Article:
The Métis are a group of peoples in Canada who trace their descent to First Nations peoples and European settlers.
In 2003, the Supreme Court of Canada defined Métis as someone who self-identifies as Métis, has an ancestral connection to the historic Métis community, and is accepted by the modern community with continuity to the historic Métis community.
Historically, the traditional Métis "homeland" included much of the Canadian Prairies centering on southern and central parts of Manitoba.
They now are dispersed throughout Canada, residing in both rural and urban areas.
The Métis today predominantly speak French, with English a strong second language.
The blending of European and Indigenous traditions has created a unique and rich Métis culture. In traditional music and dance, Métis fiddling and jigging combine European and Indigenous influences (see Music of the Métis). Métis fiddle music is generally up-tempo and is accompanied by the fast footwork of jiggers. Though there are many fiddle tunes and dances, the most well-known is the Red River Jig, which emerged in the early to mid-1700s. Today, the Métis people still perform traditional music and dances at local and national competitions, community gatherings, powwows and conferences.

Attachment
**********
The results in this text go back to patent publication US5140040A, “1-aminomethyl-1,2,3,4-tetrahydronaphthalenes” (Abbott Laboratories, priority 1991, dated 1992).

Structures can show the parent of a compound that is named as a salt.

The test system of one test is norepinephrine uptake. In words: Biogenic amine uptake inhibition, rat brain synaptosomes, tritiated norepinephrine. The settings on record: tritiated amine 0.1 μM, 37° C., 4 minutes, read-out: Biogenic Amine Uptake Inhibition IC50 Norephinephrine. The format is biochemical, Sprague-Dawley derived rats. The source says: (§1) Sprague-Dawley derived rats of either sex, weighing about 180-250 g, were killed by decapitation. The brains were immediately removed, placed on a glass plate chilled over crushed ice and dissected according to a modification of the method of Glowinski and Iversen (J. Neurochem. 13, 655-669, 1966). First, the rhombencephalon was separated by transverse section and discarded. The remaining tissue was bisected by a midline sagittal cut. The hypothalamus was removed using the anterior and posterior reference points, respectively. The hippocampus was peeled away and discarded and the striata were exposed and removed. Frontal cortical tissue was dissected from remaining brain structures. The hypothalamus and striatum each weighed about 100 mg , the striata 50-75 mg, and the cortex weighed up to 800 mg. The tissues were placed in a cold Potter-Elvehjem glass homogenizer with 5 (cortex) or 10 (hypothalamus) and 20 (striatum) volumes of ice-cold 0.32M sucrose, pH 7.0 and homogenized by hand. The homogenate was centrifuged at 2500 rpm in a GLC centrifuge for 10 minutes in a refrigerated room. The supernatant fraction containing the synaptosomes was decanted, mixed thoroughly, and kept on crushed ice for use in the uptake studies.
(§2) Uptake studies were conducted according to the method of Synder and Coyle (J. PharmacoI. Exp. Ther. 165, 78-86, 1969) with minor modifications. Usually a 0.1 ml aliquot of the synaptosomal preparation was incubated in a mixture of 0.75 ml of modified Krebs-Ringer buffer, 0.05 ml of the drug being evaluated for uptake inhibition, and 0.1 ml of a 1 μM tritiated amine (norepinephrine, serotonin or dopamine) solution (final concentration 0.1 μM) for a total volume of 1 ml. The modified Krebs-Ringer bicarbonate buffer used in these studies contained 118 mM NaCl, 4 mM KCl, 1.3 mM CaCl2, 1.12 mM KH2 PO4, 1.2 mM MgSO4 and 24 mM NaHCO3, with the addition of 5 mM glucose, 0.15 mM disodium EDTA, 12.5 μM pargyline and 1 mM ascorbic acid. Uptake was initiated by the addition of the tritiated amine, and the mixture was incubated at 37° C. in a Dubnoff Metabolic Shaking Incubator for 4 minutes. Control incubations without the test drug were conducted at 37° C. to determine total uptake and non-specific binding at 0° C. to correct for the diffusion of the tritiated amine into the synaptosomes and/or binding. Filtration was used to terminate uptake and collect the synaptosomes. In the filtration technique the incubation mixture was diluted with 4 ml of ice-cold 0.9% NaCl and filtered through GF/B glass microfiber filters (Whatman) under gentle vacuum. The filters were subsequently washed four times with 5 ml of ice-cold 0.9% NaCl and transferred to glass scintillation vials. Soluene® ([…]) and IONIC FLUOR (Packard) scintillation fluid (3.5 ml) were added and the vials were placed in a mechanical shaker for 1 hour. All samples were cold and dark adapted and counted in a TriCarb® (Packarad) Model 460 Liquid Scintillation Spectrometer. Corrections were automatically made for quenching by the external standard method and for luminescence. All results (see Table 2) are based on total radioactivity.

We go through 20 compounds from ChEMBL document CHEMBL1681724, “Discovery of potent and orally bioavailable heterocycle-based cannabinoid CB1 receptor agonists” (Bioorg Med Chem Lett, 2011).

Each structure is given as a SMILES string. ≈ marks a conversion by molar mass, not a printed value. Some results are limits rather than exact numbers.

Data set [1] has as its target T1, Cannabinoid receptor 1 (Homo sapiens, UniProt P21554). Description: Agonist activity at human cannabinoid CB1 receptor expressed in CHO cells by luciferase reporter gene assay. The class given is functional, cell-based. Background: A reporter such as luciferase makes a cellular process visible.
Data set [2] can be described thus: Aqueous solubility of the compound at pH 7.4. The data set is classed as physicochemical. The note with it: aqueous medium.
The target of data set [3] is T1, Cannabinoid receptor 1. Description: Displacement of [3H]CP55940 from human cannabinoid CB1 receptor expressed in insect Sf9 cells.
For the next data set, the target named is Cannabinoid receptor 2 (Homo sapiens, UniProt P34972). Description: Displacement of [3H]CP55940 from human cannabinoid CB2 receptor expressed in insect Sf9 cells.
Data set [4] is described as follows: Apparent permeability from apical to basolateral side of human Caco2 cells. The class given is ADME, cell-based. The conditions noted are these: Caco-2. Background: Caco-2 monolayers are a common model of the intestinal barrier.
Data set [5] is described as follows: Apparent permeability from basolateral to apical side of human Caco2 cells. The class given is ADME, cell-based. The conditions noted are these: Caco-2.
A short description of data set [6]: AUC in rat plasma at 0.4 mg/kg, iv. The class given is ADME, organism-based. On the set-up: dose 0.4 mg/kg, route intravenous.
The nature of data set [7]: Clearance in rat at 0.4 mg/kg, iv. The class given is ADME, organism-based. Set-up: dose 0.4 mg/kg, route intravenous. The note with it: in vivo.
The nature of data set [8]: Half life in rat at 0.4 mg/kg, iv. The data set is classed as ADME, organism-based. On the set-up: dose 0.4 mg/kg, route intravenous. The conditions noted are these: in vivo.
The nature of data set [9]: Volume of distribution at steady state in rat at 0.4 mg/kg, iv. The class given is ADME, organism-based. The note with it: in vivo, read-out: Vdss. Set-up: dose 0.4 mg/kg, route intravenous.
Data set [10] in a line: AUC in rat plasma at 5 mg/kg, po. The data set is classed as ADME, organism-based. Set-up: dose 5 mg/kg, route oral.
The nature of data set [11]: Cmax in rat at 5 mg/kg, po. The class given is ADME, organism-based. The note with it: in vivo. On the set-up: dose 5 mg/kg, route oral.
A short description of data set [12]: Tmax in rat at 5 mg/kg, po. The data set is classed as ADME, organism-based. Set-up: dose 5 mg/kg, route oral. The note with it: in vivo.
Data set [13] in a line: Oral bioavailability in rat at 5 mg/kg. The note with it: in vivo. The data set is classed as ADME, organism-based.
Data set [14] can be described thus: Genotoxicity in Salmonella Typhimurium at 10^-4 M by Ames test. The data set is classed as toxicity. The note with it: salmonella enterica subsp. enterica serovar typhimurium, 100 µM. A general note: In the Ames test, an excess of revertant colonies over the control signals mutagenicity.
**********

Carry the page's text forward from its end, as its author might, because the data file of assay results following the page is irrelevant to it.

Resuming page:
Citation from Canadian Encyclopedia
The religious beliefs of the Métis people were a combination of two worlds, like most aspects of their culture. Their spirituality was influenced by both their mothers’ Native heritage and their fathers’ more European beliefs. It was common for the Métis to combine elements of Native (mostly Ojibwa and Cree), and Catholic or Protestant religions. Church - Many Métis people went to Catholic or Protestant churches on a regular basis. Marriage and other customs - Many Métis were married in a church (following Catholic or Protestant traditions) and were buried in Catholic or Protestant cemeteries.
Pray God will work in the minds and hearts of Métis to understand and receive the message of Christ.
Pray Métis Christians will boldly share the message of Christ with the least reached peoples in North America.
"After this I looked, and there before me was a great multitude that no one could count, from every nation, tribe, people and language, standing before the throne and before the Lamb." (Revelation 7:9, NIV)